Meiotic maturation is a crucial step of oocyte formation, allowing its potential fertilization and embryo development. Elucidating this process is important for both fundamental research and assisted reproductive technology. However, few computational tools based on non-invasive measurements are available to characterize oocyte meiotic maturation. Here, we develop a computational framework to phenotype oocytes based on images acquired in transmitted light. We trained neural networks to segment the contour of oocytes and their zona pellucida using oocytes from diverse species. We defined a comprehensive set of morphological features to describe an oocyte. These steps were implemented in an open-source Fiji plugin. We present a feature-based machine learning pipeline to recognize oocyte populations and determine morphological differences between them. We first demonstrate its potential to screen oocytes from different strains and automatically identify their morphological characteristics. Its second application is to predict and characterize the maturation potential of oocytes. We identify the texture of the zona pellucida and cytoplasmic particle size as features to assess mouse oocyte maturation potential and tested whether these features were applicable to the developmental potential of human oocytes.
At the end of its growth in the ovary, an oocyte follows a crucial phase called meiotic maturation, which determines its capacity to be fertilized and sustain early embryonic development. Meiotic maturation consists of two successive highly asymmetric divisions in size (Mogessie et al., 2018; Verlhac and Terret, 2016). The first meiotic division (meiosis I) begins for an oocyte initially in prophase I with the rupture of the nuclear envelope (nuclear envelope breakdown, NEBD, Fig. 1A) and finishes with the formation of two daughter cells: a large oocyte and a small polar body (PB) (PB extrusion, Fig. 1A). This highly asymmetric division allows the oocyte to retain most of its cytoplasmic content accumulated during its growth, which is essential for early embryonic development (Mogessie et al., 2018; Verlhac and Terret, 2016; Coticchio et al., 2015). The oocyte then enters the second meiotic division (meiosis II) and arrests in metaphase II until fertilization by the sperm. This maturation step is particularly error-prone in terms of chromosome segregation and responsible for most aneuploidies in human (Mihajlović and FitzHarris, 2018; Nagaoka et al., 2012). Strikingly, in humans, the quality of oocytes decreases with maternal age, which constitutes a major societal issue in modern societies in which women tend to postpone childbearing. Oocyte maturation is thus the object of intense research efforts both in clinics and in academia, which often relies on using surrogate models similar to humans to analyze larger cohorts of genetically modified oocytes.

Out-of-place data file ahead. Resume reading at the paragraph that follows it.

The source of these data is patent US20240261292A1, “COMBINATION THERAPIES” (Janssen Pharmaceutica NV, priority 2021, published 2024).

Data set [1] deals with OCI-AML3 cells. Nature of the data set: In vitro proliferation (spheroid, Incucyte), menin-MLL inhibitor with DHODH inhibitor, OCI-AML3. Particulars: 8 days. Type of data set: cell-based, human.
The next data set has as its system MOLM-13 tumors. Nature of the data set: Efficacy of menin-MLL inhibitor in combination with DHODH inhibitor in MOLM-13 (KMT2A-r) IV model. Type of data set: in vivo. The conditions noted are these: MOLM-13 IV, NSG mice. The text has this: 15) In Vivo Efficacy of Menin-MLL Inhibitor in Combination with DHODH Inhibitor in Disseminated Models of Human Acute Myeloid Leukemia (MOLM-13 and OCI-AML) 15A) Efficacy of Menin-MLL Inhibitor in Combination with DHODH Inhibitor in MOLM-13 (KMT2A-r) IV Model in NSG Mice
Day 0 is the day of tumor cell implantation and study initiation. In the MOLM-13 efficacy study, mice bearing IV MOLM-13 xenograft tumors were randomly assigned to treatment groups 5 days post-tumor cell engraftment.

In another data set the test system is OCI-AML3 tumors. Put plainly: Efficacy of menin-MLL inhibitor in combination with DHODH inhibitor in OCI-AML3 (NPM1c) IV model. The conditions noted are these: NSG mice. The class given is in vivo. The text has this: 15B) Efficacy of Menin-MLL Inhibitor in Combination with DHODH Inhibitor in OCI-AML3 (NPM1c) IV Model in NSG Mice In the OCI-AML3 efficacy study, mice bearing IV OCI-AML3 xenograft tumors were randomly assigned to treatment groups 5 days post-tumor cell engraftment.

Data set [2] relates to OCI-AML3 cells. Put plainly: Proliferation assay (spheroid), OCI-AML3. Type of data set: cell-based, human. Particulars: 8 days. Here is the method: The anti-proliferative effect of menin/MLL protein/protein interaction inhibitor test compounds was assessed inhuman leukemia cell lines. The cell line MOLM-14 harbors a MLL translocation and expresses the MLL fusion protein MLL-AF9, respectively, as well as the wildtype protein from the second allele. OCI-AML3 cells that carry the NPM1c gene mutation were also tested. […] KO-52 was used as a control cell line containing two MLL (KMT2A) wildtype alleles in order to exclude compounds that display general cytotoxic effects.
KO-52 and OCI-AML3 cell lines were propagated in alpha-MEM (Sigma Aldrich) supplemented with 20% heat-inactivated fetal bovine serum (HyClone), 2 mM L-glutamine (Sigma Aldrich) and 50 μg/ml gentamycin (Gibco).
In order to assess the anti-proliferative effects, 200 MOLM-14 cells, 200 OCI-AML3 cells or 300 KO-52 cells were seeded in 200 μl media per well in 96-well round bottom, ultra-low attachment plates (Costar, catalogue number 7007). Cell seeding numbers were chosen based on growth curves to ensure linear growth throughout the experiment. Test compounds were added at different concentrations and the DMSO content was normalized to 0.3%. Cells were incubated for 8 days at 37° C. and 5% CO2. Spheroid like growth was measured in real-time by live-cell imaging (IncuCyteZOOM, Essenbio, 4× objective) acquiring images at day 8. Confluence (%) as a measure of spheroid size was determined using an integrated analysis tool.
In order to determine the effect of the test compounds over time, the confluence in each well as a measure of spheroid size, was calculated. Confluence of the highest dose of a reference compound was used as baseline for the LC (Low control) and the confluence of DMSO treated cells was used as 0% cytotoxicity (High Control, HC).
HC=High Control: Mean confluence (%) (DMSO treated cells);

In the context of assisted reproductive technologies, in vitro oocyte maturation can be used to avoid hormonal treatments for women experiencing repeated in vitro fertilization failures or those who do not respond to hormonal stimulation. Moreover, oocytes can also be extracted and frozen for fertility preservation (Hatırnaz et al., 2018; Segovia et al., 2017). The success rate of in vitro oocyte maturation is typically around 70% (Kim et al., 2004), but the developmental potential of in vitro-matured oocytes is much lower than that for in vivo-matured ones (Kim et al., 2004; La et al., 2019; Monti et al., 2017). To improve in vitro oocyte maturation protocols, we need to better decipher the parameters associated with successful oocyte development. Several characteristics correlating with oocyte quality have been identified, such as the composition and amount of accumulated maternal mRNAs, the sizes of the oocyte, its zona pellucida (ZP) and its polar body, its cytoplasmic organization, or the presence of certain epigenetic modifications (Cran, 1985; Eppig et al., 1994; Fair et al., 1995; Hyttel et al., 1989; La et al., 2019). However, a consensus on the individual power of these parameters to predict the developmental potential of oocytes has never been reached, and there are often conflicting results (Bartolacci et al., 2022; Rienzi et al., 2011). Machine learning techniques can be used to tackle this problem as they can automatically identify more relevant features and take into account multiple features at the same time. These techniques have been applied to predict metaphase II oocyte or blastocyst quality and select the best embryo for implantation (Khosravi et al., 2019; Wang et al., 2019; Cavalera et al., 2019; Manna et al., 2013), but not to predict the potential of prophase I oocyte maturation (Fernandez et al., 2020; Zaninovic and Rosenwaks, 2020).